Returning to Biden, it would appear that the blowback from his adoption of the Sino-Wahabi playbook on Afghanistan has made the politically sensitive US President appreciate the political risk not just to himself but to his party in the 2022 midterms of the White House accepting the policy directives mapped out by elements promoting Sino-Wahabi interests within the Biden administration and the Democratic Party. The first sign that Biden had understood the danger of following Trump (in the latter’s propensity to pander to Sino-Wahabi preferences despite claiming the opposite) was the announcement that there would be an in-person meeting of the four Quad leaders in Washington on 24 September. The next was the announcement of the AUKUS security alliance and its technological implications, including in the fields of nuclear capability and joint development of Artificial Intelligence systems. India would be a superb fit within AUKUS, given this country’s (a) technological and scientific capabilities, (b) essentiality in keeping the Indo-Pacific and the Eurasian landmass free from dominance by any single power, (c) vast reserves of youthful human-power that could be trained and equipped for battlefield conditions including training and logistical help, and (d) the hundreds of millions of citizens who speak English, the lingua franca of the US, Australia and the UK.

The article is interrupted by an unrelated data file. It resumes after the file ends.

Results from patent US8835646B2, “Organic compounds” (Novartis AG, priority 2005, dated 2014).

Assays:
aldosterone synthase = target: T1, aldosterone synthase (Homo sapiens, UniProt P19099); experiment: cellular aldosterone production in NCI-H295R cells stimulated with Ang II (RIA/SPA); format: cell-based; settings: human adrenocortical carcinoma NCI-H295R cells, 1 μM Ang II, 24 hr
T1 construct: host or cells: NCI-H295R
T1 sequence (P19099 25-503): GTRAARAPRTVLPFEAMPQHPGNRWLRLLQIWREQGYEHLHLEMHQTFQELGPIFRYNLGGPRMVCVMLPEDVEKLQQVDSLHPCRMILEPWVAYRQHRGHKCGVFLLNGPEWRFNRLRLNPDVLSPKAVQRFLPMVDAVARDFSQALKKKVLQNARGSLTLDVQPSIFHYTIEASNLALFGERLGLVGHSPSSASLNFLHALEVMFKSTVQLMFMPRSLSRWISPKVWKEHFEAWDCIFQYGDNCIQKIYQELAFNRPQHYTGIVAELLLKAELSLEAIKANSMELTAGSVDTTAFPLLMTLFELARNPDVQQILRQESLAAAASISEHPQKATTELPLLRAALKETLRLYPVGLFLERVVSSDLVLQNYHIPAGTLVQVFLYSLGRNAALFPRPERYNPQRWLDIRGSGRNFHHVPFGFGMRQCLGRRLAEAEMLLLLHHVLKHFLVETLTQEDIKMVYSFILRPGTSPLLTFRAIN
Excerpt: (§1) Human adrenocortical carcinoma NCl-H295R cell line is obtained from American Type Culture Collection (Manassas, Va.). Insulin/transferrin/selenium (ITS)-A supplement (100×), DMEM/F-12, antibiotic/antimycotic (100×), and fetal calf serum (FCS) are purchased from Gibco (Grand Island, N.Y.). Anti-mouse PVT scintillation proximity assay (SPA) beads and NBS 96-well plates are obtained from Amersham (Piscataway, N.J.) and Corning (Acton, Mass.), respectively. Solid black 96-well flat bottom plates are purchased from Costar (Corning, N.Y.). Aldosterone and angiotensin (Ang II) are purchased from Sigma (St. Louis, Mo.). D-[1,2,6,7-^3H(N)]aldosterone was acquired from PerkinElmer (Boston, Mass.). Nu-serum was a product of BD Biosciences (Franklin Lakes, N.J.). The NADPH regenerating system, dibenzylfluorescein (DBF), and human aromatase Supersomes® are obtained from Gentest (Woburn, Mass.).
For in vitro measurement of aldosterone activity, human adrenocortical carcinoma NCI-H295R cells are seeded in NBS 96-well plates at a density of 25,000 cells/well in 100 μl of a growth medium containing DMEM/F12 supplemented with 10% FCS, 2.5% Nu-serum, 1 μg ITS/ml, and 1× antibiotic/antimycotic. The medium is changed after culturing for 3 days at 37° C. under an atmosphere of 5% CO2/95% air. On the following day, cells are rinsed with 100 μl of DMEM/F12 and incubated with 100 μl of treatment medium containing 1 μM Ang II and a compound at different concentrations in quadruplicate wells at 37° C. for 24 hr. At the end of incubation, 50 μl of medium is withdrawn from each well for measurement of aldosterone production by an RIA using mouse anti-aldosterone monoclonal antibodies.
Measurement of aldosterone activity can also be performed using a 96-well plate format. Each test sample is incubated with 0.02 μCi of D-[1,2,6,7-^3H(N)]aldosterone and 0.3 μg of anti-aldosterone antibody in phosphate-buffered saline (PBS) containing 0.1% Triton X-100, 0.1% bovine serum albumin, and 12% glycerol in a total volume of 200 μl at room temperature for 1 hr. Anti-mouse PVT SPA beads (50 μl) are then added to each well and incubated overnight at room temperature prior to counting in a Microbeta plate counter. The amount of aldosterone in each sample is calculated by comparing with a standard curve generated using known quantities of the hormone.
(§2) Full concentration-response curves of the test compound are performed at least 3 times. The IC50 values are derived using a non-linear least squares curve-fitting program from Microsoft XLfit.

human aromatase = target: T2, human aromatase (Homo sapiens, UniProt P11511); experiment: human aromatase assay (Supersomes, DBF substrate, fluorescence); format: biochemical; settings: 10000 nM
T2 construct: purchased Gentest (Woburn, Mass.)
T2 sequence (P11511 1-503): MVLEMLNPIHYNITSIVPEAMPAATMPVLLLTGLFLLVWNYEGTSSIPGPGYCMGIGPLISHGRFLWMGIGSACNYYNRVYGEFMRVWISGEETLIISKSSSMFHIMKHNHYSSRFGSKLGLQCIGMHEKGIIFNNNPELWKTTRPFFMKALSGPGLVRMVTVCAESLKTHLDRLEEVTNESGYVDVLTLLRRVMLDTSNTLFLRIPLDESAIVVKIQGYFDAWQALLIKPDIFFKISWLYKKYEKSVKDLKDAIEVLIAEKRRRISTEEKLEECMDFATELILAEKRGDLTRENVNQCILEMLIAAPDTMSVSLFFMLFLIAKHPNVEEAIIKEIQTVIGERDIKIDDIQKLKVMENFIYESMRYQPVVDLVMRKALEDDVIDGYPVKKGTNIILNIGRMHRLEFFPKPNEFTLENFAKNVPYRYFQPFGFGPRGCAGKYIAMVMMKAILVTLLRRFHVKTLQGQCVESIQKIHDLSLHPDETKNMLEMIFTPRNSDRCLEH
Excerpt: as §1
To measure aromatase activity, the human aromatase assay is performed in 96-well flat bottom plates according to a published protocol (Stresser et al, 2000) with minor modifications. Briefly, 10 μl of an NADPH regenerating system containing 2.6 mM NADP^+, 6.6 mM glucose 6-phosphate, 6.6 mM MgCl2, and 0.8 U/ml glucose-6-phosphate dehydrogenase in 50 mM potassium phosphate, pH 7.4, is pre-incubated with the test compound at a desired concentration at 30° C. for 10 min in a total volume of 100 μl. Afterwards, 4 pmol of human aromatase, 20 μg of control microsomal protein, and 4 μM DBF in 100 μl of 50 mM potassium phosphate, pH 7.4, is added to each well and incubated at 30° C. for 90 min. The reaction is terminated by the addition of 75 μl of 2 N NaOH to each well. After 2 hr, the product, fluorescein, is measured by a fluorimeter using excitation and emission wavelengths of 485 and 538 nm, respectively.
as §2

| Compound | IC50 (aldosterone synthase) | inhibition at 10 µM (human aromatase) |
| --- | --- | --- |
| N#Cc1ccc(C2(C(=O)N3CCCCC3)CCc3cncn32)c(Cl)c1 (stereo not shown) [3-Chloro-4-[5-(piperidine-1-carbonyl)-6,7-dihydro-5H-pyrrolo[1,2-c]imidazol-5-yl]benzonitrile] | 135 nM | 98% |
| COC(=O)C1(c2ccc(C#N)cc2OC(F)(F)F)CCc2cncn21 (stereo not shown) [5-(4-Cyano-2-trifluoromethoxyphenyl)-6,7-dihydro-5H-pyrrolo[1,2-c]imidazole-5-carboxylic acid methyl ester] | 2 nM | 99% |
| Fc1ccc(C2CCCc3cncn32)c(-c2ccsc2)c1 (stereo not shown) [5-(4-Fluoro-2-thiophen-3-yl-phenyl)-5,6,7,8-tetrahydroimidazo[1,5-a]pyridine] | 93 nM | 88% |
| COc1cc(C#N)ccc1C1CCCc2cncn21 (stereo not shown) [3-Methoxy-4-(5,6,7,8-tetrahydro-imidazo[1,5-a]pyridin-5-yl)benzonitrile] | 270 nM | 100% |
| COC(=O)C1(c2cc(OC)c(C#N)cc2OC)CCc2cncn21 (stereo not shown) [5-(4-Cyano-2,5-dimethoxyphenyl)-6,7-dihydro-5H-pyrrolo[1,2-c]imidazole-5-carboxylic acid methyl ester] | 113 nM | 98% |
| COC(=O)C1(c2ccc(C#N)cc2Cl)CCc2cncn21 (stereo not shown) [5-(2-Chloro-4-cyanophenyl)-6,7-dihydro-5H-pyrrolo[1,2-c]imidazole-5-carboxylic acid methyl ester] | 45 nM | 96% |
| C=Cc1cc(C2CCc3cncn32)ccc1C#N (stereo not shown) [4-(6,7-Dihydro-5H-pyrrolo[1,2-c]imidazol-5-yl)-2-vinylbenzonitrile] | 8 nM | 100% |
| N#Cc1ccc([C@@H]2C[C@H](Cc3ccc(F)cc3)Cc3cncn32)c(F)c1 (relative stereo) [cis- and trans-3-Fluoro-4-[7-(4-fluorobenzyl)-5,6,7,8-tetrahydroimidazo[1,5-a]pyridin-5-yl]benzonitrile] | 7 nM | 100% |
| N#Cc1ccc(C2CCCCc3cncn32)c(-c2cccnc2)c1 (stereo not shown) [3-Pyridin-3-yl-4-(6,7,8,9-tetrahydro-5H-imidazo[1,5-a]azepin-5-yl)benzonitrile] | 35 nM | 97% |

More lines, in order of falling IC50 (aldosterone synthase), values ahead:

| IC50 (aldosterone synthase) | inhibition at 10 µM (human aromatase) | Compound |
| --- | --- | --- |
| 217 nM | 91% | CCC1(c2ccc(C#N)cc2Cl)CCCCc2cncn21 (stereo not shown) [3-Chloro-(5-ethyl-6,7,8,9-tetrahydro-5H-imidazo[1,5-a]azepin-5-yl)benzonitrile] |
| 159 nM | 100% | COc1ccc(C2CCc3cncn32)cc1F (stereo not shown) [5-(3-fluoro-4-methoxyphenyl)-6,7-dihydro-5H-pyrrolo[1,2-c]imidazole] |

That Australian Prime Minister Scott Morrison made the correct decision when he walked away from the deal with France for conventional submarines is obvious. There is a universe of capabilities that separate nuclear from conventional submarines. Also, from an overall geopolitical standpoint, the US is more consequential than France, impressive though that country’s achievements have been since Charles De Gaulle took charge of the country in 1958. The 360-degree approach towards decisions such as multi-billion dollar defence contracts is different from that followed in India, where a much narrower view gets taken even in matters such as major purchases of weaponry or aircraft. This is a fallout of the silo system of decision making that has been the rule in India since the 1970s, where issues are looked at and decided upon not based on overall national needs and interests but those of a segment of the government. Defence procurement is decided based on the specific needs and views of the particular service needing such systems, so that considerations such as overall geopolitical desirability fail to get factored into the decisions. An example is the UPA decision to go in for 126 combat aircraft from France in place of alternatives such as the setting up of production facilities in India for the manufacture of selected US aircraft. From the narrow view of the service involved and in the short term, this may have been a correct decision, but in the overall context, passing up an opportunity to expand domestic aircraft production platforms through US companies outsourcing facilities to India may have deserved a closer look than was given by the UPA government at the time.